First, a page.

Written by Vivian Lei
Emergency physicians (EPs) suffer from poor sleep quality and lower sleep quantity than recommended. EPs were also objectively more fatigued during late afternoon and evening shifts and spend almost a quarter of their shift in a fatigued state.
Why does this matter?
Shift workers are susceptible to fatigue and its related risks. EPs often have complex and varied shift schedules, but objective measurements of fatigue have not been well-studied.
The human cost of 24/7/365
In this small study of 17 EPs at an academic medical center, participants wore a Readiband, which is a commercially available wrist-worn movement tracking device that provides sleep metrics and predicted fatigue scores. Data was collected over 2 months, for an average of 23 shifts per physician (range 10-41 shifts). The average sleep quality score was 7.71/10 (optimal range <6) and sleep quantity was 6.77 hours (optimal range 7-9 hours). A calculated hourly fatigue score, or Readiscore, was assessed as a function of the preceding sleep metrics based upon the validated Sleep, Activity, Fatigue, and Task Effectiveness (SAFTE) model. Across all participants, 50.6% of the work period was spent in a high-performance state with Readiscores >90, while 23.5% of the work period was spent with Readiscores <80, which corresponds with increased risk of error due to fatigue. When Readiscores were plotted against shift start time, they found that Readiscores increased for shift start times between 6 AM and 2 PM, but then decreased from 2 PM to 11 PM.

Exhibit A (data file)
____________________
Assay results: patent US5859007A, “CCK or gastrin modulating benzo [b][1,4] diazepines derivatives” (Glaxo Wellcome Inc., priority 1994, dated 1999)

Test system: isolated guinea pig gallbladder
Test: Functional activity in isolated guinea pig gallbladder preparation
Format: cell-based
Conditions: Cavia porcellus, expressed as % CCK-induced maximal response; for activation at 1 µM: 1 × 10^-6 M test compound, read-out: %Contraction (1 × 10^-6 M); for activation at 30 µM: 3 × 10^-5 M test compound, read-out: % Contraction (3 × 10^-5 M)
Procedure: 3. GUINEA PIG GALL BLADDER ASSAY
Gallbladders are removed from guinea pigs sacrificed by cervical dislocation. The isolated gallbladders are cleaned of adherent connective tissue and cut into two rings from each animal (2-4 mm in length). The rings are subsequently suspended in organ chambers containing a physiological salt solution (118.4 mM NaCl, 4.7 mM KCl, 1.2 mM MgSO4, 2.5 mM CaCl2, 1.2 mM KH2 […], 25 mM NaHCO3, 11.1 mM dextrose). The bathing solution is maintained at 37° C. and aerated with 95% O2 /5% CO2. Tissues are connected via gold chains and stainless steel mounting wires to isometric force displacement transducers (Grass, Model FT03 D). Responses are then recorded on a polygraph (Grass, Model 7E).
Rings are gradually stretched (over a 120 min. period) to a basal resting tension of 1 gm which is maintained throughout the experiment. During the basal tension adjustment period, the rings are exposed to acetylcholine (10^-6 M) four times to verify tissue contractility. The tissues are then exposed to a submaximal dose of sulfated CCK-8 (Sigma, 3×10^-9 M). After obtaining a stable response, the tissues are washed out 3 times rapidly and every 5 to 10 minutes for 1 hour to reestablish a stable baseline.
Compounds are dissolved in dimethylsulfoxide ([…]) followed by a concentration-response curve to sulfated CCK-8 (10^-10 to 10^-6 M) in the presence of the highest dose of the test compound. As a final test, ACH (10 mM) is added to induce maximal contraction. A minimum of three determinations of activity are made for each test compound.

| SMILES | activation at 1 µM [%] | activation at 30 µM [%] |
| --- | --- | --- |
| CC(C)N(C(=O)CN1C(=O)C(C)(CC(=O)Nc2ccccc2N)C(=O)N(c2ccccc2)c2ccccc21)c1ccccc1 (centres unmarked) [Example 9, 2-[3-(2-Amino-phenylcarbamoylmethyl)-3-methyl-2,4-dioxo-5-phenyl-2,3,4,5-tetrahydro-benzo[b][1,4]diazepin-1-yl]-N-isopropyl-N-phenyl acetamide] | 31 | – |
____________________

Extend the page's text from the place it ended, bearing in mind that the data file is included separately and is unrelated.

This was essentially a pilot study to assess whether a specific method of measuring EP sleep quantity, sleep quality, and predicted fatigue was feasible. Further validation of the fatigue prediction model in clinicians is necessary before it can be applied toward investigating risk-reduction interventions.
Objective assessment of sleep and fatigue risk in emergency medicine physicians. Acad Emerg Med. 2022 Oct 14. doi: 10.1111/acem.14606. Epub ahead of print.